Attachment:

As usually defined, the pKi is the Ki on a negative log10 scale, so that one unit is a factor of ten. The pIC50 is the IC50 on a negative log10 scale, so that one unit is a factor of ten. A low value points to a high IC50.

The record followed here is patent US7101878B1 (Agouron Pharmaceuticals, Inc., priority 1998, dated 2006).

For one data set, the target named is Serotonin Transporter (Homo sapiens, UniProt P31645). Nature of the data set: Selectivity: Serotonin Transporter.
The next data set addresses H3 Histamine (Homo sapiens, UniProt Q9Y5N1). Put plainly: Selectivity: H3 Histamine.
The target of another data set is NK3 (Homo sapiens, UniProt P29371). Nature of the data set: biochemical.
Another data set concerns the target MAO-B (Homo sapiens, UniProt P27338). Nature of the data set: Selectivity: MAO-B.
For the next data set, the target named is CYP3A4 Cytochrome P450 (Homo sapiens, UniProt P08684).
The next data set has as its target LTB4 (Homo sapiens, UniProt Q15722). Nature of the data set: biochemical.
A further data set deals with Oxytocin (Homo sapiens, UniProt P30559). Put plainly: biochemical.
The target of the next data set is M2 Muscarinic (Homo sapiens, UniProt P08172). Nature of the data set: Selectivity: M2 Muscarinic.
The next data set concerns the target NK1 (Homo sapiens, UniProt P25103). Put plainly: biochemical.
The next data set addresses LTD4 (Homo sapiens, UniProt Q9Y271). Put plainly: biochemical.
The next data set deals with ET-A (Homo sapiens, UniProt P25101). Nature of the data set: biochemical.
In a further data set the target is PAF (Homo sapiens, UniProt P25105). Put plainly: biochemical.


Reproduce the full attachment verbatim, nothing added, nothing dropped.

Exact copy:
As usually defined, the pKi is the Ki on a negative log10 scale, so that one unit is a factor of ten. The pIC50 is the IC50 on a negative log10 scale, so that one unit is a factor of ten. A low value points to a high IC50.

The record followed here is patent US7101878B1 (Agouron Pharmaceuticals, Inc., priority 1998, dated 2006).

For one data set, the target named is Serotonin Transporter (Homo sapiens, UniProt P31645). Nature of the data set: Selectivity: Serotonin Transporter.
The next data set addresses H3 Histamine (Homo sapiens, UniProt Q9Y5N1). Put plainly: Selectivity: H3 Histamine.
The target of another data set is NK3 (Homo sapiens, UniProt P29371). Nature of the data set: biochemical.
Another data set concerns the target MAO-B (Homo sapiens, UniProt P27338). Nature of the data set: Selectivity: MAO-B.
For the next data set, the target named is CYP3A4 Cytochrome P450 (Homo sapiens, UniProt P08684).
The next data set has as its target LTB4 (Homo sapiens, UniProt Q15722). Nature of the data set: biochemical.
A further data set deals with Oxytocin (Homo sapiens, UniProt P30559). Put plainly: biochemical.
The target of the next data set is M2 Muscarinic (Homo sapiens, UniProt P08172). Nature of the data set: Selectivity: M2 Muscarinic.
The next data set concerns the target NK1 (Homo sapiens, UniProt P25103). Put plainly: biochemical.
The next data set addresses LTD4 (Homo sapiens, UniProt Q9Y271). Put plainly: biochemical.
The next data set deals with ET-A (Homo sapiens, UniProt P25101). Nature of the data set: biochemical.
In a further data set the target is PAF (Homo sapiens, UniProt P25105). Put plainly: biochemical.